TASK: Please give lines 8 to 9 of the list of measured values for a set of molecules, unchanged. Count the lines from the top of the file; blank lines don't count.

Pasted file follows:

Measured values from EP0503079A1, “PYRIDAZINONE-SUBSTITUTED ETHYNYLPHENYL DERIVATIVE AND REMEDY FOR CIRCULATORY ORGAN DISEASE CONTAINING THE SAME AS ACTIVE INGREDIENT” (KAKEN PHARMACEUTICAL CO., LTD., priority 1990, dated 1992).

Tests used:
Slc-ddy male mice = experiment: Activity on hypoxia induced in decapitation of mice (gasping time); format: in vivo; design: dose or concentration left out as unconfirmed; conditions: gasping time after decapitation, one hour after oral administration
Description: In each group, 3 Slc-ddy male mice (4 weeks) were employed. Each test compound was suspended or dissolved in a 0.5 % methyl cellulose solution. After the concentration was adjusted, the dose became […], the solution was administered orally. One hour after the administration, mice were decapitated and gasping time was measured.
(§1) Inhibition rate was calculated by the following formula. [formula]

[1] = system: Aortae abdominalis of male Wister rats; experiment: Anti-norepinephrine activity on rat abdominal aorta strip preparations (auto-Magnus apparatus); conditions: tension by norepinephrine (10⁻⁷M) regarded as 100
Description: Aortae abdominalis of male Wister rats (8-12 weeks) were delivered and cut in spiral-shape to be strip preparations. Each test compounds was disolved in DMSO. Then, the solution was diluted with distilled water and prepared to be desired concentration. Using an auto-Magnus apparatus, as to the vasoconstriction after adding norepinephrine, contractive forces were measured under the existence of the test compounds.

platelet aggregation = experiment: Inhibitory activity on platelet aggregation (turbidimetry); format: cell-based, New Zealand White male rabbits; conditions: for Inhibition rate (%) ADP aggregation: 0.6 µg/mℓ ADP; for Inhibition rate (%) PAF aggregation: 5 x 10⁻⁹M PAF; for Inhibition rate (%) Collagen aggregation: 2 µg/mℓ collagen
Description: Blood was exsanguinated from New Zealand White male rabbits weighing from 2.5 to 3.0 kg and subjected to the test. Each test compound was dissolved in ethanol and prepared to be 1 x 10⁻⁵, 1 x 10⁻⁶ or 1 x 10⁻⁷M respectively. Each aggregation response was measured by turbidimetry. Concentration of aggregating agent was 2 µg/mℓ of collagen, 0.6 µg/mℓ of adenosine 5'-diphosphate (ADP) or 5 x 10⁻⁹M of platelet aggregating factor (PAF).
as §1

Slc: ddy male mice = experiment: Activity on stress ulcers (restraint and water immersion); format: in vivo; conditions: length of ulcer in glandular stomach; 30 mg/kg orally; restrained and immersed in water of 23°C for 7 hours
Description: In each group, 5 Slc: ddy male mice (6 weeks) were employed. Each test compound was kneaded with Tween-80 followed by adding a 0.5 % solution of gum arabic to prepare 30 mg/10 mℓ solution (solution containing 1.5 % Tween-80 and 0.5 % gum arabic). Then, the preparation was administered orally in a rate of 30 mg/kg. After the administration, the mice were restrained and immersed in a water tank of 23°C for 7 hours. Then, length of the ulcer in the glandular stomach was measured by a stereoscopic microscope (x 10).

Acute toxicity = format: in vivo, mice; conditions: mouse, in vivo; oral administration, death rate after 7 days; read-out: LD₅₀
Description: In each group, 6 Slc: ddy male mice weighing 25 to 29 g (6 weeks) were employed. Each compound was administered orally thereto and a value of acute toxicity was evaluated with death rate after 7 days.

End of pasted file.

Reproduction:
platelet aggregation = experiment: Inhibitory activity on platelet aggregation (turbidimetry); format: cell-based, New Zealand White male rabbits; conditions: for Inhibition rate (%) ADP aggregation: 0.6 µg/mℓ ADP; for Inhibition rate (%) PAF aggregation: 5 x 10⁻⁹M PAF; for Inhibition rate (%) Collagen aggregation: 2 µg/mℓ collagen
Description: Blood was exsanguinated from New Zealand White male rabbits weighing from 2.5 to 3.0 kg and subjected to the test. Each test compound was dissolved in ethanol and prepared to be 1 x 10⁻⁵, 1 x 10⁻⁶ or 1 x 10⁻⁷M respectively. Each aggregation response was measured by turbidimetry. Concentration of aggregating agent was 2 µg/mℓ of collagen, 0.6 µg/mℓ of adenosine 5'-diphosphate (ADP) or 5 x 10⁻⁹M of platelet aggregating factor (PAF).